past administration, it is relevant to ask him what he knows about
certain things," he said.

He said the information Ang gave could be important if confirmed,
although it might not necessarily be the key to solving the Bentain
and Kuratong Baleleng cases.

He also said Ang was willing to give an affidavit regarding the two cases.

Bentain went missing in 1999 after being tagged as the source of a
videotape that showed Ang and Estrada gambling, and has not been found
up to now.

The Kuratong Baleleng case involved the killing of gang members after
police took custody of them.

"I don't think (Ang is) necessarily the key, but certainly in order to
have a breakthrough of the case, whatever his knowledge will be, if
corroborated by people whom he claims he knows, that would be very
valuable," Gonzalez told reporters.

He said Ang mentioned the names of incumbent politicians but Gonzalez
would not say who they were.

Asked in what context the politicians' names came up, Gonzalez said:
"I don't want to mention that. Let's wait for further developments."

"I am still analyzing his statements on those cases. We have to
analyze it because if they are not authenticated, we might burn
ourselves. If they are validated, we have to act accordingly,"
Gonzalez said.

No effect on plunder case

Gonzalez would not comment when asked if Estrada or Sen. Panfilo
Lacson were mentioned by Ang regarding the Bentain and Kuratong
Baleleng cases.

Lacson was initially implicated in the Kuratong Baleleng members'
killings, which happened when he headed the Task Force Habagat of the
Presidential Anti-Crime Commission, but he was cleared by a Quezon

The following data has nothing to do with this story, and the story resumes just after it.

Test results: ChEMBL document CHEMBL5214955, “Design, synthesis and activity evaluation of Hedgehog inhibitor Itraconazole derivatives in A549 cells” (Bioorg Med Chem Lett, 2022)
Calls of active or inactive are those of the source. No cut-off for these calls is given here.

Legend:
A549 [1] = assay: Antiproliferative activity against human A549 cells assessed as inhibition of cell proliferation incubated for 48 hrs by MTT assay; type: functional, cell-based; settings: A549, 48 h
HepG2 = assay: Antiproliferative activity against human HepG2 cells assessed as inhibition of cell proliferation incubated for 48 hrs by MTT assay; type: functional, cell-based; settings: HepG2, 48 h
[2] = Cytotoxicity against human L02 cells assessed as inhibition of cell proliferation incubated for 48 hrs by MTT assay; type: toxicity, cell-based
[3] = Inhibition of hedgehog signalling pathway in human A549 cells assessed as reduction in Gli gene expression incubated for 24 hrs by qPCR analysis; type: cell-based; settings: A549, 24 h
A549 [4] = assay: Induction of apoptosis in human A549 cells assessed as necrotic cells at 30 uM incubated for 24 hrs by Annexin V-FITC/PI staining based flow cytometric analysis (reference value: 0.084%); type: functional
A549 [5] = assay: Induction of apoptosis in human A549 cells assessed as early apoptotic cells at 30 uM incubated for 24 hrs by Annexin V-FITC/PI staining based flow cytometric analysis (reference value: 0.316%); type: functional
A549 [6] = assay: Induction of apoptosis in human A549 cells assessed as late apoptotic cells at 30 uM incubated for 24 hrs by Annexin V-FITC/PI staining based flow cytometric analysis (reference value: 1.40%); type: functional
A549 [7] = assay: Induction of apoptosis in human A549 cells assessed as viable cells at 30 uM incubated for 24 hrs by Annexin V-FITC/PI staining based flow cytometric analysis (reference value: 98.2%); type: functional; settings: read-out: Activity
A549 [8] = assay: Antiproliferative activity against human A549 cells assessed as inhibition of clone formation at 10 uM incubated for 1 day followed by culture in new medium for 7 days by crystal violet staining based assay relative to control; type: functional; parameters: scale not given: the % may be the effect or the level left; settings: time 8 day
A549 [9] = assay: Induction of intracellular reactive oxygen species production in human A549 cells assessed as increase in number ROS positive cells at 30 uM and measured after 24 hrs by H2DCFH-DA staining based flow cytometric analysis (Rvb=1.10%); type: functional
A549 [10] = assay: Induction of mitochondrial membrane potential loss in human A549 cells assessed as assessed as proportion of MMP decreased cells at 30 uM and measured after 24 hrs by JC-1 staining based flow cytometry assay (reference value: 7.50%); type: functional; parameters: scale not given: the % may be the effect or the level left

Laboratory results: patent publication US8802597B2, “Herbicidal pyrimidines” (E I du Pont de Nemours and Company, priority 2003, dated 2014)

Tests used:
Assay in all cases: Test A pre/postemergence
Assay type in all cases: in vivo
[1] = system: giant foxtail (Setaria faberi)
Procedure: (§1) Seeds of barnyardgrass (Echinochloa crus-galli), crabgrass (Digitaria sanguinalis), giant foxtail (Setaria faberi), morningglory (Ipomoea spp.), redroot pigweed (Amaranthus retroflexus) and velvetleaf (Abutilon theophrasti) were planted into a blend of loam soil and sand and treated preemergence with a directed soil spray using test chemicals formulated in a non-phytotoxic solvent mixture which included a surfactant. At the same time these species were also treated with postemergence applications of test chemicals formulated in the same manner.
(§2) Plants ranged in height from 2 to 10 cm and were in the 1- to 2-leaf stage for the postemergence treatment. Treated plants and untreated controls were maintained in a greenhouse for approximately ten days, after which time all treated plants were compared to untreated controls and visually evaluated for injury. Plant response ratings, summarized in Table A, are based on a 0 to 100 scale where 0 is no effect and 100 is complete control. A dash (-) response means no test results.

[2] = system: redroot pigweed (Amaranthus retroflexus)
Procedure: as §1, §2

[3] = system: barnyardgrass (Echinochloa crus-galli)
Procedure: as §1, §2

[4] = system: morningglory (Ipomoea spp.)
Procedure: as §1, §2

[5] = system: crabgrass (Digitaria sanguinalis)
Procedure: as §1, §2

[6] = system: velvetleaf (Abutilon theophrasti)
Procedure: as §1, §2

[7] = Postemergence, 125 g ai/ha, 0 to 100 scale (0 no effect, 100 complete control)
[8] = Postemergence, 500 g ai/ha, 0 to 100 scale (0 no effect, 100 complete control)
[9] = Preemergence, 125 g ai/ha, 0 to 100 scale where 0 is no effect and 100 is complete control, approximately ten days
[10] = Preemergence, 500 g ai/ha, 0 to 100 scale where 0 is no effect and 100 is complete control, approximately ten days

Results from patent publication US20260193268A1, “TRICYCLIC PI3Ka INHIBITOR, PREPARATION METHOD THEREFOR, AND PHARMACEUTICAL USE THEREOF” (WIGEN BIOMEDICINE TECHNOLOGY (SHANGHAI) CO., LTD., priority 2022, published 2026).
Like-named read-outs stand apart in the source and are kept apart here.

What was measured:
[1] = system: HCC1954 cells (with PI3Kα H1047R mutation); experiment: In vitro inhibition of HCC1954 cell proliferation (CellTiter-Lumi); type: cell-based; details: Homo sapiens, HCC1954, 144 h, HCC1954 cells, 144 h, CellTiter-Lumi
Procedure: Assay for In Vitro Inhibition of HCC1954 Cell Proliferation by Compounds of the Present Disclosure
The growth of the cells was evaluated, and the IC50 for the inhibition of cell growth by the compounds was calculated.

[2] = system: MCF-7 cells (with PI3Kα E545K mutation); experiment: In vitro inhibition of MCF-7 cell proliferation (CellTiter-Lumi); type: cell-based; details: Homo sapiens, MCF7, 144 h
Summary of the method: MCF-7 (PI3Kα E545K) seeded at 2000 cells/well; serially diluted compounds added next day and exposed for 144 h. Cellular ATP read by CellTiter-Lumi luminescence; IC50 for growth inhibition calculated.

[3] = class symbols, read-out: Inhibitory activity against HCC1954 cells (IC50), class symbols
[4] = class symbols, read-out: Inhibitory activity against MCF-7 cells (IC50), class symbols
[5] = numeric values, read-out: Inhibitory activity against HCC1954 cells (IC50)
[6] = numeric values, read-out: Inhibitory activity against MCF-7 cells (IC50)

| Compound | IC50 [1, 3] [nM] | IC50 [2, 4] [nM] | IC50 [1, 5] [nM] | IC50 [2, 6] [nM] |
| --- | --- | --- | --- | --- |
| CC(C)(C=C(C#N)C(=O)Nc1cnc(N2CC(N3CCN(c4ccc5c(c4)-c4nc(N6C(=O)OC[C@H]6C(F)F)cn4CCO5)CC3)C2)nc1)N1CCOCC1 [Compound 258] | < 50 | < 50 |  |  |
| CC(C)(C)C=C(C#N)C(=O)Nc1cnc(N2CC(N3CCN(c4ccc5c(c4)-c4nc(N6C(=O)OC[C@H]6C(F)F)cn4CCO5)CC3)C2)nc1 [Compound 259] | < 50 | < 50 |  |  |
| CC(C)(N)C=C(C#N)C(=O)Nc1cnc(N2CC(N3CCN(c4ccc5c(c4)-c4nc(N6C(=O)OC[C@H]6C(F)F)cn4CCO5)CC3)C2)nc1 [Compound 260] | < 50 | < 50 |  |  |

City court.

Estrada headed the PACC then.

Lacson was also dragged into the Bentain disappearance by Angelo
"Ador" Mawanay, who claimed Lacson ordered the Pagcor employee
liquidated for releasing the videotape of Ang and Estrada. Mawanay
later retracted his statement.

"The fact that it came from Gonzalez makes it worthless to comment
on," Lacson said in a text message last night, reacting to the justice
secretary's remarks to media. "I will appreciate it better if Gonzalez
would state what he is up to."

Gonzalez also said that Ang's statement on the two murder cases would
not affect his plunder case, which will continue.

He said the government was not open to a compromise on the plunder
case in exchange for information on the two other cases, and Ang did
not ask for it, either.

He said Ang's testimony on plunder could be used if Estrada's case was
reopened and if his testimony could be considered "newly discovered
evidence."

Detained at NBI

Ang prefers to be detained at the NBI, Gonzalez said.

"I think they (the death threats on Ang) are serious considering the
circumstances of all the information he has been giving on other
matters, not necessarily on the issue of the plunder case but on other
cases that are still sleeping here," he said.

Ang received stringent security measures on his arrival at about 5:55
a.m. His NBI escorts at the DOJ were all heavily armed, some carrying
M-16 rifles and wearing bullet-proof vests.

The agents were at the airport as early as 4 a.m.

Aside from agents wearing NBI T-shirts, the bureau also deployed a
plainclothes agent who posed as a reporter and mingled with members of
the media at the airport. This was to protect Ang from those who
wanted to harm him who might be posing as members of the media,
according to a source.

Black jacket

On his arrival, agents covered with a black jacket what was assumed to
be his handcuffed wrists.

Even an extradited person like Ang is still "free" to choose any
airline seat he could afford, Atutubo said when asked if Ang's
business class seating was part of some arrangement with the NBI.

The first to exit the aircraft, Ang was whisked out of the Naia's
Centennial Terminal 2 about 15 minutes after his plane touched down.


With a report from TJ Burgonio

Copyright 2006 Inquirer. All rights reserved. This material may not be
published, broadcast, rewritten or redistributed.